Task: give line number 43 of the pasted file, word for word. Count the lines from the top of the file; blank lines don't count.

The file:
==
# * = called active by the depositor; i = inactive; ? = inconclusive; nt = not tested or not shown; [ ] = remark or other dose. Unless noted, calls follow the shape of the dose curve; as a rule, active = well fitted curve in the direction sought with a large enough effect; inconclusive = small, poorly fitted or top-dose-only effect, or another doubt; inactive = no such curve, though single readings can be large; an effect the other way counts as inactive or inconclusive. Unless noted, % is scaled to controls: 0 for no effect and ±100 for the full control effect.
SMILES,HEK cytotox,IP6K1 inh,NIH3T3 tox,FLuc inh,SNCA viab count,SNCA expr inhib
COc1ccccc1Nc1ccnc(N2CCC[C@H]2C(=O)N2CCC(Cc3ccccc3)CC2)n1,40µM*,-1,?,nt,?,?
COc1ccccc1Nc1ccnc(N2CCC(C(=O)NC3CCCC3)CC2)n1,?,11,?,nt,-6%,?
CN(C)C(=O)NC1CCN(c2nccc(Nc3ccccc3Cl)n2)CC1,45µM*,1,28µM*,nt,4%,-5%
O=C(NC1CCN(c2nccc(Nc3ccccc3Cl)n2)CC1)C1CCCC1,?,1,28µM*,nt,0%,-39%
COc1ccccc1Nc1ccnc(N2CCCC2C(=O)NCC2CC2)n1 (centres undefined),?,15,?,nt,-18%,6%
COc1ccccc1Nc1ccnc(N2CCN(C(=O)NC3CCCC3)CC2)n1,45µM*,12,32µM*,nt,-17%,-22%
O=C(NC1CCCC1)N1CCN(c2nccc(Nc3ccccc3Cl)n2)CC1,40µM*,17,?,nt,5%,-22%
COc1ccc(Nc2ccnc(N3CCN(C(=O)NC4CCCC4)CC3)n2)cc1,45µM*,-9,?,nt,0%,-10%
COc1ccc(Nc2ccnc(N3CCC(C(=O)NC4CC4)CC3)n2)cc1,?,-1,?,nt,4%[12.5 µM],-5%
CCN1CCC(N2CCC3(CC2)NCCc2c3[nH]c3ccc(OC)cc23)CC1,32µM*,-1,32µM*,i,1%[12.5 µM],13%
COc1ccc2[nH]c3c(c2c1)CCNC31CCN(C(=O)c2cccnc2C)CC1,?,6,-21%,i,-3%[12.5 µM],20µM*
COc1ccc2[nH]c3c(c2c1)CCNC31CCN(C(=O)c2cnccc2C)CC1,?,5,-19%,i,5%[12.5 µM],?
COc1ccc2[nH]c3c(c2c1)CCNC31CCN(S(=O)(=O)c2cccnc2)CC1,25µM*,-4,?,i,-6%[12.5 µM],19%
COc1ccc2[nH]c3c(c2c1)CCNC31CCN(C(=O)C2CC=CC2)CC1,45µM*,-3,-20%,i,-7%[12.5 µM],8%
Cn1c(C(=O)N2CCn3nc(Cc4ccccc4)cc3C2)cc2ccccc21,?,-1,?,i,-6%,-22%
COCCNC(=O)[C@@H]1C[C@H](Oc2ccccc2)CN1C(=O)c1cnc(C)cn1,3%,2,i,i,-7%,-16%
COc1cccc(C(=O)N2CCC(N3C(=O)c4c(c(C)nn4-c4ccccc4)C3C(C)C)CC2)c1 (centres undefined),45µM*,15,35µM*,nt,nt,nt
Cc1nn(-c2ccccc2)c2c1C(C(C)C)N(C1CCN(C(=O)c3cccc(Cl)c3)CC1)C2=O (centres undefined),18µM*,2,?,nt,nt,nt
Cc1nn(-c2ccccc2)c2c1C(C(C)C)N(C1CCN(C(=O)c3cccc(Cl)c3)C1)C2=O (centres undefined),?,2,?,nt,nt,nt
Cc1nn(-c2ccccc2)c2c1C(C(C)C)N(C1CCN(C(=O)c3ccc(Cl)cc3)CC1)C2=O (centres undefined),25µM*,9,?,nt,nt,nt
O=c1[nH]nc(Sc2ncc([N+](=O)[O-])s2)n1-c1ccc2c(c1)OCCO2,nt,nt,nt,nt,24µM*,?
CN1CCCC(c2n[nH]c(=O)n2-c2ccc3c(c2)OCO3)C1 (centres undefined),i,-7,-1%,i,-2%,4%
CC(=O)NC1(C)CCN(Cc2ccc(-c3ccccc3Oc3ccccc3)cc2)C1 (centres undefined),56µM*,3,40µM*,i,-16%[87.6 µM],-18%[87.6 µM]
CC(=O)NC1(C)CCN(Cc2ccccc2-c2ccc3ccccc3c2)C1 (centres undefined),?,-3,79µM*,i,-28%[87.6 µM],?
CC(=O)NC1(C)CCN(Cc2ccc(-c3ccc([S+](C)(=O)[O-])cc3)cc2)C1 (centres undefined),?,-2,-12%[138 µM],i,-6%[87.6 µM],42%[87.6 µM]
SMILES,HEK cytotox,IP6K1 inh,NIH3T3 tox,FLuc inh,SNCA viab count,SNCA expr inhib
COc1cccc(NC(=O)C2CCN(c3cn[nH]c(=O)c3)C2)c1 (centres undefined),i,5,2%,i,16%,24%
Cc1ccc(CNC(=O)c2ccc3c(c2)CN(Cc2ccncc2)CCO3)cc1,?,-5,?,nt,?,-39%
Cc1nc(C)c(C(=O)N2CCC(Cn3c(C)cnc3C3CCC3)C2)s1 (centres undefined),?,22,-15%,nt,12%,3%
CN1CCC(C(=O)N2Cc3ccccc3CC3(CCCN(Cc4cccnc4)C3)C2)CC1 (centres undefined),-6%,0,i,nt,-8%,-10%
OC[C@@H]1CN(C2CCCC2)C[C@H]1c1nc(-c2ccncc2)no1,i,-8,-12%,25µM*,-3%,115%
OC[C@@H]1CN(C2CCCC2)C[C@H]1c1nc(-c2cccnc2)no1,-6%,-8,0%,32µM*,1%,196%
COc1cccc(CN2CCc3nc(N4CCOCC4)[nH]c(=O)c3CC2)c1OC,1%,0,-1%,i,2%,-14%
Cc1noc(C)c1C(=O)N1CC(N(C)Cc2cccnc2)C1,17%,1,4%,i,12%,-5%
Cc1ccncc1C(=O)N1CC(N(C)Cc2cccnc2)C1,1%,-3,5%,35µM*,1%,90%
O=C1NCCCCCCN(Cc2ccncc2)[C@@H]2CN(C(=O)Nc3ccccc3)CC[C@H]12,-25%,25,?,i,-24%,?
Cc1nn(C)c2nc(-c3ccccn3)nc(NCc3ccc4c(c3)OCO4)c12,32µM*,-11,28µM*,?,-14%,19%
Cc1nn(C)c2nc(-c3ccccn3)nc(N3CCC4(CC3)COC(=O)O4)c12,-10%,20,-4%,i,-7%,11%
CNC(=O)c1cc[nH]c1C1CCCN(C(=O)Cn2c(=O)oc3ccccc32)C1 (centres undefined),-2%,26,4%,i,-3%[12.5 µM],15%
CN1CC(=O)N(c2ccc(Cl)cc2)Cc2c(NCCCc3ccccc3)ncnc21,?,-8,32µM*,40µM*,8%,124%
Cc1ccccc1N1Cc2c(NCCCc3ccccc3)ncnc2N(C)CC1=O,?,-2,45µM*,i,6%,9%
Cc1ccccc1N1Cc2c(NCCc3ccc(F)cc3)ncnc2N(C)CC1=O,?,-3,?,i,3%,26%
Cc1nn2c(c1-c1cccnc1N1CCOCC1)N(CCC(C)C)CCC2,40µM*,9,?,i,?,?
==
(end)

Cc1ccccc1N1Cc2c(NCCCc3ccccc3)ncnc2N(C)CC1=O,?,-2,45µM*,i,6%,9%